Under Labour, things won’t be much different. They’ll still pursue many of the same policies, and most of the cabinet will still be made up of privately educated toffs. But they’ll bring in a few figureheads from ordinary backgrounds, perhaps trade union leaders who’ve done such a good job managing workers’ struggles that they’ll be trusted to manage the economy – Brendan Barber seems like a likely candidate for this role. And, just like David Blunkett did, the rich people running the country will claim to be working class, and attack anyone who opposes them as being posh.
Right now, all this can seem like a long way off. When faced with the likes of George Gideon Oliver Osborne and Alexander Boris de Pfeffel Johnson, an understanding of class as being an immovable category defined by the family you’re born into seems pretty sensible. But, sooner or later, we will be faced with similar attacks coming from politicians who weren’t born into the elite. If we want to defend ourselves against all attempts to make our lives worse, and not just the most obvious and immediate ones, then we need to understand class as being about where people are at, not where they’re from.
There’s a fundamental difference between believing in class mobility and class struggle. To people like Julie Burchill, David Blunkett or Alan Sugar, the idea of making life better for working-class people is all about giving a few people from ordinary backgrounds a chance to enter the elite. To me, it’s about creating a society where we don’t have to be working class anymore, where our lives aren’t defined by having to sell ourselves to bosses in order to survive. If bringing about that society also means that people like Burchill won’t be able to get rich by telling the rest of us what we should think, that’s a price I’m very happy to pay.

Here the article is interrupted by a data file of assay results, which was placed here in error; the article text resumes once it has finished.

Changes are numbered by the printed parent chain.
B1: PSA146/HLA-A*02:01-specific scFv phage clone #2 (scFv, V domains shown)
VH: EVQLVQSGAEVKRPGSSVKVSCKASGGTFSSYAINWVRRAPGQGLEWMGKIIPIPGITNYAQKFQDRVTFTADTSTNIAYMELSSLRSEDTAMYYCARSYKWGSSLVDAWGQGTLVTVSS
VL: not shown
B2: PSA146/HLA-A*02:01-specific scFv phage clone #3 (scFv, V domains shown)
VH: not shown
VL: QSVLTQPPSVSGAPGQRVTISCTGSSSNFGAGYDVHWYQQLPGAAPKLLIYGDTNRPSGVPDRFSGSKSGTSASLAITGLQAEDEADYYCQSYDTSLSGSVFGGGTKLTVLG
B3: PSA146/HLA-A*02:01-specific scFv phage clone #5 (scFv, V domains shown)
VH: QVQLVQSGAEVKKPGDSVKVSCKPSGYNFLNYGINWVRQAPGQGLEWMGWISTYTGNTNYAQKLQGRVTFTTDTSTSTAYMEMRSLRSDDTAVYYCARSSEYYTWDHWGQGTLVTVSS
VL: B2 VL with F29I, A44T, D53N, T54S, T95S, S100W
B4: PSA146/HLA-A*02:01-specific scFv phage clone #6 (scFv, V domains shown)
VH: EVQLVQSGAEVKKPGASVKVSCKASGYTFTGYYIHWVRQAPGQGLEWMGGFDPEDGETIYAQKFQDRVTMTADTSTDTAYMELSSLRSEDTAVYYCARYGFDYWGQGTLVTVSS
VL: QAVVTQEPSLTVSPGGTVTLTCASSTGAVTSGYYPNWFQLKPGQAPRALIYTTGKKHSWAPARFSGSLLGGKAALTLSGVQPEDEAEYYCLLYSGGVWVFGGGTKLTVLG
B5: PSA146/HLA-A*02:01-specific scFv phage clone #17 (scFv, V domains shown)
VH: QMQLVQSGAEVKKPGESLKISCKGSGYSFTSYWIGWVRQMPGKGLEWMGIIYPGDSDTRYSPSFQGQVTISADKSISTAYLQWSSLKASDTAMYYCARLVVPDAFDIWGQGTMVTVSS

* to be clear, by focusing on Burchill’s ideas about class rather than her transphobia, I’m not trying to say that one’s more important or more serious than the other, just that I think her transphobia has been very extensively discussed already by people who’re better qualified than me to do so, while her ideas about class seem to be a bit less explored.

About nothingiseverlost

"The impulse to fight against work and management is immediately collective. As we fight against the conditions of our own lives, we see that other people are doing the same. To get anywhere we have to fight side by side. We begin to break down the divisions between us and prejudices, hierarchies, and nationalisms begin to be undermined. As we build trust and solidarity, we grow more daring and combative. More becomes possible. We get more organized, more confident, more disruptive and more powerful."
This entry was posted in Bit more thinky, Gender, The media and tagged , . Bookmark the permalink.

1 Response to Julie Burchill: a class act

  1. Pingback: Vampires aren’t actually real, though. Class is: a reply to Mark Fisher’s castle of bollocks | Cautiously pessimistic